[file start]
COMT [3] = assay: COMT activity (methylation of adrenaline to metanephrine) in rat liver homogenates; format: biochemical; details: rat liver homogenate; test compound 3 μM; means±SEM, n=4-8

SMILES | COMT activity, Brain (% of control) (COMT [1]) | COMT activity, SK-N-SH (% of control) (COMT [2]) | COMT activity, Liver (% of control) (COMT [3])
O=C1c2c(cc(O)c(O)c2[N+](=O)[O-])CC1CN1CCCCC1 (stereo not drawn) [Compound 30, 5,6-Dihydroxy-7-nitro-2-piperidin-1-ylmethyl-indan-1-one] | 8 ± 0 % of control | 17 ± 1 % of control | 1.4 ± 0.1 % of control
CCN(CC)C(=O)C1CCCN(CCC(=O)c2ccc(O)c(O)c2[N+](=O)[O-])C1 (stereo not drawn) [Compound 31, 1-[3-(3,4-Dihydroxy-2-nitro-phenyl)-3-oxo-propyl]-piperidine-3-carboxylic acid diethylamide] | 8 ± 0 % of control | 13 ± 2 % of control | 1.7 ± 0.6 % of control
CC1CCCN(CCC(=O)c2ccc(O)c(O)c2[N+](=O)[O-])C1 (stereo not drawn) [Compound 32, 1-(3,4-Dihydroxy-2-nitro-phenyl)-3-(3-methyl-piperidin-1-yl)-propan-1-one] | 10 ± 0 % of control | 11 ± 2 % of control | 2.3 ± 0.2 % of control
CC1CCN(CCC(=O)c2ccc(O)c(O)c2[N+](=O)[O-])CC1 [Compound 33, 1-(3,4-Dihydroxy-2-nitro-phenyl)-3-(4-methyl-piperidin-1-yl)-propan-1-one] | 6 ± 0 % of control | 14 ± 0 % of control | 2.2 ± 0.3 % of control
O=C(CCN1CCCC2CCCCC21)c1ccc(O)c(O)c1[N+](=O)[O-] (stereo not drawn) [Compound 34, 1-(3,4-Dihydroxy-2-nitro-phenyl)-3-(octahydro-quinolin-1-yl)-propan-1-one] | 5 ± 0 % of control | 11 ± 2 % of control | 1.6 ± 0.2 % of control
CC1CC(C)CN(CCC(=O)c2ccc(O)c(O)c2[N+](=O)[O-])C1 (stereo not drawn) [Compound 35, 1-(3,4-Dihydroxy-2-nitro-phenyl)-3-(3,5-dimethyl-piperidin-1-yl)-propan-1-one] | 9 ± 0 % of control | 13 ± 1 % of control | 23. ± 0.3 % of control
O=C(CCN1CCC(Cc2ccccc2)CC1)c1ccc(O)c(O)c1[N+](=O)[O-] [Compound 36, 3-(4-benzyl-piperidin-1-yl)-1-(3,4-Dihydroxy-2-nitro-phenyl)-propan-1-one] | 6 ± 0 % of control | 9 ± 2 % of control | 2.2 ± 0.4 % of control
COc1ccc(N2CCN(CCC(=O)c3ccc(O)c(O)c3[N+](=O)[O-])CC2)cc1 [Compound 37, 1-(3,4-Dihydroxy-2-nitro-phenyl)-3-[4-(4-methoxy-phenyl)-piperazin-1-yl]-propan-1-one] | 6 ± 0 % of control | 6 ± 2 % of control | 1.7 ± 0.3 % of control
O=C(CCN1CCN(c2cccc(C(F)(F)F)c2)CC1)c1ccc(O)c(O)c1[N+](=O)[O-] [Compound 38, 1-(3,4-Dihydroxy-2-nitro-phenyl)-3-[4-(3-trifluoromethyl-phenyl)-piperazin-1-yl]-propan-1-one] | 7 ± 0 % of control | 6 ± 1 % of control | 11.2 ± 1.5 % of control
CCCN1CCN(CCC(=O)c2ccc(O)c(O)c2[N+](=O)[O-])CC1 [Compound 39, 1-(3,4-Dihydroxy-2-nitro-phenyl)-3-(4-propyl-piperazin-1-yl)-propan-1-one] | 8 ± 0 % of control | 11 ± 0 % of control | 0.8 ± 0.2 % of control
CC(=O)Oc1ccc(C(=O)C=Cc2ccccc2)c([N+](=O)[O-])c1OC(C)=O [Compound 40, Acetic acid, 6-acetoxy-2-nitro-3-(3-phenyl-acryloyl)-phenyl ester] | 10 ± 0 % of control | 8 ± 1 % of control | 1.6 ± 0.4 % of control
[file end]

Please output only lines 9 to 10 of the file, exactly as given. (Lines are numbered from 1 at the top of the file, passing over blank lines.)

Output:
O=C(CCN1CCC(Cc2ccccc2)CC1)c1ccc(O)c(O)c1[N+](=O)[O-] [Compound 36, 3-(4-benzyl-piperidin-1-yl)-1-(3,4-Dihydroxy-2-nitro-phenyl)-propan-1-one] | 6 ± 0 % of control | 9 ± 2 % of control | 2.2 ± 0.4 % of control
COc1ccc(N2CCN(CCC(=O)c3ccc(O)c(O)c3[N+](=O)[O-])CC2)cc1 [Compound 37, 1-(3,4-Dihydroxy-2-nitro-phenyl)-3-[4-(4-methoxy-phenyl)-piperazin-1-yl]-propan-1-one] | 6 ± 0 % of control | 6 ± 2 % of control | 1.7 ± 0.3 % of control